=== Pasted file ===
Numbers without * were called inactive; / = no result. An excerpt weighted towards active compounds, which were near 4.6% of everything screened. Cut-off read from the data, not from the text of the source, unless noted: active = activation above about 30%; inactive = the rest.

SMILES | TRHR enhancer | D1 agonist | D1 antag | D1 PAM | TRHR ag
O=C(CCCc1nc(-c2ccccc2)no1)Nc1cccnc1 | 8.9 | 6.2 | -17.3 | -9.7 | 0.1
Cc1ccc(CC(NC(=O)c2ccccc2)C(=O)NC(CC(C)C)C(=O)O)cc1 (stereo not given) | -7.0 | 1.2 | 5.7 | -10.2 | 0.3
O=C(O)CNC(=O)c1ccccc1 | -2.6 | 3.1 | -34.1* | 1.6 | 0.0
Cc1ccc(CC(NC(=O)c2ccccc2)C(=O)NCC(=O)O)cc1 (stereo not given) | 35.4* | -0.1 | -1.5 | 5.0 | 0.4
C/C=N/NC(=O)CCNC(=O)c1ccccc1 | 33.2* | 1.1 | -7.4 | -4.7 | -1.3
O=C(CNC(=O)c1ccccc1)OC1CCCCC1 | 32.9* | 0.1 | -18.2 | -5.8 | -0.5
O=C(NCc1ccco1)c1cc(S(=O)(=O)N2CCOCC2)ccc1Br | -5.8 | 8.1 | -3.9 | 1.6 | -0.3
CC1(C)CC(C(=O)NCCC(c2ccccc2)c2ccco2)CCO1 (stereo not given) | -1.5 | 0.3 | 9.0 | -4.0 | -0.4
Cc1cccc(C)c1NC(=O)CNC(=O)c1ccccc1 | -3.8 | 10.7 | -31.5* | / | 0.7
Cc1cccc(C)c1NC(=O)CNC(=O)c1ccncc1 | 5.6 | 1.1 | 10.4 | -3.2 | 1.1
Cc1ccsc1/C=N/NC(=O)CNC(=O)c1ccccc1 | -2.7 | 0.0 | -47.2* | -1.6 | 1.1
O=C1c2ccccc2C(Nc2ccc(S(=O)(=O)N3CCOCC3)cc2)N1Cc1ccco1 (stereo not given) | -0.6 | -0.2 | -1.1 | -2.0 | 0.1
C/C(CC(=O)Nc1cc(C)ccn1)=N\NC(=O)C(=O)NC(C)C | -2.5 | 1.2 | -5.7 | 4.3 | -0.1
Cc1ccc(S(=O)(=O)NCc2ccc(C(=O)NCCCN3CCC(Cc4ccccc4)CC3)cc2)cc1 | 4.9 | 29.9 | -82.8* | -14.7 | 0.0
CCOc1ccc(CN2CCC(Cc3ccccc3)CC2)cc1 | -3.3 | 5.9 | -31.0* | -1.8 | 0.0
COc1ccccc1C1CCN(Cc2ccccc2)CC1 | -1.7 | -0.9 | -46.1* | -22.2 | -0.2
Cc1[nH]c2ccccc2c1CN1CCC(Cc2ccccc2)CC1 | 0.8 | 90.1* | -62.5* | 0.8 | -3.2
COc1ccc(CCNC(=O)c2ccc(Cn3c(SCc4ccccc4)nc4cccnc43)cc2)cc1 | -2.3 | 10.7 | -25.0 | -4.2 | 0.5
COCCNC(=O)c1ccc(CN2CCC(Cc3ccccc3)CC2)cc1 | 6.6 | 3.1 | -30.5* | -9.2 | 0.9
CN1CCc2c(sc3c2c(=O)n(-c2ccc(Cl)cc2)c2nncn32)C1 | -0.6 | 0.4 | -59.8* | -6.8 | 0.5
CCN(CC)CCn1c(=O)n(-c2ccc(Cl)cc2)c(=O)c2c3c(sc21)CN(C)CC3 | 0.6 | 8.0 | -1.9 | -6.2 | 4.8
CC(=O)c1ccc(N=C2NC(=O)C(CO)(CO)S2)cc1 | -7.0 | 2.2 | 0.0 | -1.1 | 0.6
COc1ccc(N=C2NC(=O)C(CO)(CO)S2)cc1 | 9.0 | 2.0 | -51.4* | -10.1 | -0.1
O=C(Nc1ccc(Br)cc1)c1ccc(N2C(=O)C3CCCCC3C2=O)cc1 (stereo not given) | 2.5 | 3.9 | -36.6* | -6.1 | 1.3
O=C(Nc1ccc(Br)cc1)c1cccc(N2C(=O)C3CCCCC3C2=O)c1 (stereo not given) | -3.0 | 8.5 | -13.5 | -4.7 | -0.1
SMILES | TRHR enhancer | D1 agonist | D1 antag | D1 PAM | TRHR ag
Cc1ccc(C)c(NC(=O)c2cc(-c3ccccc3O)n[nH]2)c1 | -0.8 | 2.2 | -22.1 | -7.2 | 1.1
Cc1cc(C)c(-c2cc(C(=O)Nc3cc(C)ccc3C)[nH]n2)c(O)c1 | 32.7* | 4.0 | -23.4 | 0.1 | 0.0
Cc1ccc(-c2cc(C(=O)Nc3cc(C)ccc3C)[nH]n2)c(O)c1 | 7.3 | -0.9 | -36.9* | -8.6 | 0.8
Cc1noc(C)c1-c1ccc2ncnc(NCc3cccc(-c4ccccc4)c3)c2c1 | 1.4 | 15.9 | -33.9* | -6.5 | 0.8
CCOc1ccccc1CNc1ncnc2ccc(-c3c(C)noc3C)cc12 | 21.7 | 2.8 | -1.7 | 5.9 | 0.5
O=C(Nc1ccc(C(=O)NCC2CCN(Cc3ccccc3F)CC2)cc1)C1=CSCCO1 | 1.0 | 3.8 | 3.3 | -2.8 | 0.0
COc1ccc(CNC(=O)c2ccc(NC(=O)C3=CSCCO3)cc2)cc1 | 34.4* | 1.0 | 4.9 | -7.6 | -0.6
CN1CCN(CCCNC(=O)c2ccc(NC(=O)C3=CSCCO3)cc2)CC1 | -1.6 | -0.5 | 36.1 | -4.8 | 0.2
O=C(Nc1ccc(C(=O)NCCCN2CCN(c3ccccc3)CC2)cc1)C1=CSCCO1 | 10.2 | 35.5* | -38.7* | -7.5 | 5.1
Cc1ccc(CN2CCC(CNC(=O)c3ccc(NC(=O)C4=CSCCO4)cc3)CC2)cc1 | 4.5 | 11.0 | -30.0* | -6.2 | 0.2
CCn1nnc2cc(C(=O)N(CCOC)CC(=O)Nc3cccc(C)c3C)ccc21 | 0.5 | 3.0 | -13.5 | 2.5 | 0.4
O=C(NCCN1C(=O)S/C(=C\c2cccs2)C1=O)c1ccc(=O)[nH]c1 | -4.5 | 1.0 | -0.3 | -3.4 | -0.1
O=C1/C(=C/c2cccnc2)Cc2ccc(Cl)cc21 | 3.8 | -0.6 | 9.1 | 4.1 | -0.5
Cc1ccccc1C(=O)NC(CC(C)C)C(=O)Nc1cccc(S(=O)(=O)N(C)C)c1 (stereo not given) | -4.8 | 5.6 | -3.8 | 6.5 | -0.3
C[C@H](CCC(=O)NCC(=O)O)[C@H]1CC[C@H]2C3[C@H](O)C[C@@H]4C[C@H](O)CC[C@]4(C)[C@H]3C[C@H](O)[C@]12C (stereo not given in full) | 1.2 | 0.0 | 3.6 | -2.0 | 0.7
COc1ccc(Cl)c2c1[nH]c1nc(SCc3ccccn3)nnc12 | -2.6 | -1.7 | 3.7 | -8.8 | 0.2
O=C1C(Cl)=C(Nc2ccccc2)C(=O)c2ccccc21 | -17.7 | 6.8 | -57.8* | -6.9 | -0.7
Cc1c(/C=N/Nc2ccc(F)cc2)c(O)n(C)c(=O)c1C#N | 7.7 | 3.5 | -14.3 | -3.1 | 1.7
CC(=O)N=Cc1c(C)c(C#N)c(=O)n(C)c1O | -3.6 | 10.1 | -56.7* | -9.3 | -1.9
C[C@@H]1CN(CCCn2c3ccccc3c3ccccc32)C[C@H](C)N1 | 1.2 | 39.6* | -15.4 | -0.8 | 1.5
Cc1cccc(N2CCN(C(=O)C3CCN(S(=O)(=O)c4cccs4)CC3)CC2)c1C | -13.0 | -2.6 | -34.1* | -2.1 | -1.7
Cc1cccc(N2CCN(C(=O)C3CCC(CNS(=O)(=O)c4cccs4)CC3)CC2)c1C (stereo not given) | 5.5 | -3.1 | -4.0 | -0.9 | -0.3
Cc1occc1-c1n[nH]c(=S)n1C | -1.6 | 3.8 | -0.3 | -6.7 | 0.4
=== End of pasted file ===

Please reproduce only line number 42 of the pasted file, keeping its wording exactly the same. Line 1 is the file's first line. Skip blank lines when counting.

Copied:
Cc1ccccc1C(=O)NC(CC(C)C)C(=O)Nc1cccc(S(=O)(=O)N(C)C)c1 (stereo not given) | -4.8 | 5.6 | -3.8 | 6.5 | -0.3